This article was originally published at ComicBook.Com on March 16, 2015.
I work in construction as my day job. Back in 2013 I was located at a remote campsite in British Columbia for approximately half of the year. Getting from home in the Midwest to the site involved three flights, multiple car rides, and a two and a half hour boat ride that separated the camp from the nearest town. Once you were at work, you were away from home for the next 15 days before receiving a 6 day reprieve. Rinse and repeat. The sights you would see working heavy construction in such a remote region of the world, both natural and manmade, were breathtaking. Mechanical achievements were accompanied by some of the most serene and untouched wildlife you could imagine, like watching bear cubs play less than 200 meters from where you ate each day. It was also an intensely isolating (and often depressing) experience. This sort of work generates a unique culture of people who thrive outside of society spending long stints away from family, friends, and even the internet. There’s really no way to understand what it’s like to work on a camp job without having worked on a camp job.
That’s what I find so impressive about Southern Cross #1; it captures so many unique elements of that experience so well. It’s something I’ve lived, and Becky Cloonan, Andy Belanger, and Lee Loughridge have translated it to the comics page seamlessly. If I had to explain to someone what it was like for me to leave for work back in 2013, I’d consider handing them this comic.
Southern Cross #1 opens on Alex Braith boarding the tanker Southern Cross in order to take the six day journey to a moon colony drilling for oil. Unlike all of her fellow passengers, she is not leaving earth for work, but to retrieve the remains of her sister who passed away under mysterious circumstances. The Southern Cross is filled with miners, crew men, and other wayfarers, but the culture aboard the ship and the ship itself are alien to Alex leaving her stranded and looking for answers.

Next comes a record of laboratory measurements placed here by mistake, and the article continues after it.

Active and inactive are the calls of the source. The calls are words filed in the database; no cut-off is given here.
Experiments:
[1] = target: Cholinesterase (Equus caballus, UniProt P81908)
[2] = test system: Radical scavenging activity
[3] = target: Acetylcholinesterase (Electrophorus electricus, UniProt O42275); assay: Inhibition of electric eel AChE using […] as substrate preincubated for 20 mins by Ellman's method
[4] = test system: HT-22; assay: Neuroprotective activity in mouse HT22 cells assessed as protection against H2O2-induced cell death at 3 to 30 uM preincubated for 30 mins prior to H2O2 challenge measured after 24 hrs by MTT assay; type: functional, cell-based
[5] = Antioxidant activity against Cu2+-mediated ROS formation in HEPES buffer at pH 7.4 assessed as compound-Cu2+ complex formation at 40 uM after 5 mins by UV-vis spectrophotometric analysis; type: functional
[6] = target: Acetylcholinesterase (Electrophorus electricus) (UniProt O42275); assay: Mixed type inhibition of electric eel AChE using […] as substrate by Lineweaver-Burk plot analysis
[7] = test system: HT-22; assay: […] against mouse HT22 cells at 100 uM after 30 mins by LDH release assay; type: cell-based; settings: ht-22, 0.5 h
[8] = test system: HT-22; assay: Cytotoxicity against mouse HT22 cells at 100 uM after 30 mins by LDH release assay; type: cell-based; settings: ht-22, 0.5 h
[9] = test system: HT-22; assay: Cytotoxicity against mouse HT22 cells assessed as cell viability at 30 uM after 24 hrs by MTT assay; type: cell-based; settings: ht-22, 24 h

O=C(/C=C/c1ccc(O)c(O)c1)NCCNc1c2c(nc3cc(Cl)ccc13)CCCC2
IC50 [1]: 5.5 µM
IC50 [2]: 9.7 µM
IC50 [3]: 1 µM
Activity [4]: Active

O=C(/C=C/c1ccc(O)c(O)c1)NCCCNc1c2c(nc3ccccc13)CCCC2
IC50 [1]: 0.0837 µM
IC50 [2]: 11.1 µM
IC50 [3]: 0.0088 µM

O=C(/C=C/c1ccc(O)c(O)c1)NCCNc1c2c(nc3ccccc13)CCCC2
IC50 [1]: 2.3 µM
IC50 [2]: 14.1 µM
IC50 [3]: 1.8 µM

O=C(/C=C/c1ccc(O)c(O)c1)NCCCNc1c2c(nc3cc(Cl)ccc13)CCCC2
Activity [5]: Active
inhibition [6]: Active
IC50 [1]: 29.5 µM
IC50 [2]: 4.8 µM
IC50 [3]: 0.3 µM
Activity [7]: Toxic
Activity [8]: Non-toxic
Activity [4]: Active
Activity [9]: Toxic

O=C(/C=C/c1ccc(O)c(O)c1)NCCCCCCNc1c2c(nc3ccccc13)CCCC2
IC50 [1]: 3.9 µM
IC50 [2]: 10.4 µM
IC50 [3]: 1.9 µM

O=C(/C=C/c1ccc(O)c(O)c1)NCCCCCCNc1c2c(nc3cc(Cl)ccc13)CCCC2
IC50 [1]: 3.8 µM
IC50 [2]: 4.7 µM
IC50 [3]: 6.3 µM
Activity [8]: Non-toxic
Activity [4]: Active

The setting of Southern Cross helps to highlight the emotional chill and isolation of Alex’s situation. It is a beautiful piece of symmetry where a character’s internal and external circumstances inform one another providing insight without a need for obvious exposition. That’s important because Alex is not a forthcoming character. She is shown to be solitary and distrustful, so any overt revelations of her past or suspicions would be out of character. Cloonan recognizes this and exploits opportunities to show us who Alex is, rather than tell us. Her internal narration is kept to a minimum and only drops hints at the larger picture, hiding facts from the supposedly omniscient perspective we are presented with inside of her head.
It’s in Belanger’s art that Alex and this world is truly revealed though. His line work is tight and densely clustered. Alex and her fellow passengers are given understated expressions, clear enough to read, but never too open or revealing. Even when Alex is interacting with others, this results in relationships that are closed and impersonal like something pulled from a poker game. The tone and experience of being trapped on a journey far from home and anything familiar is summoned in all of its stark beauty here.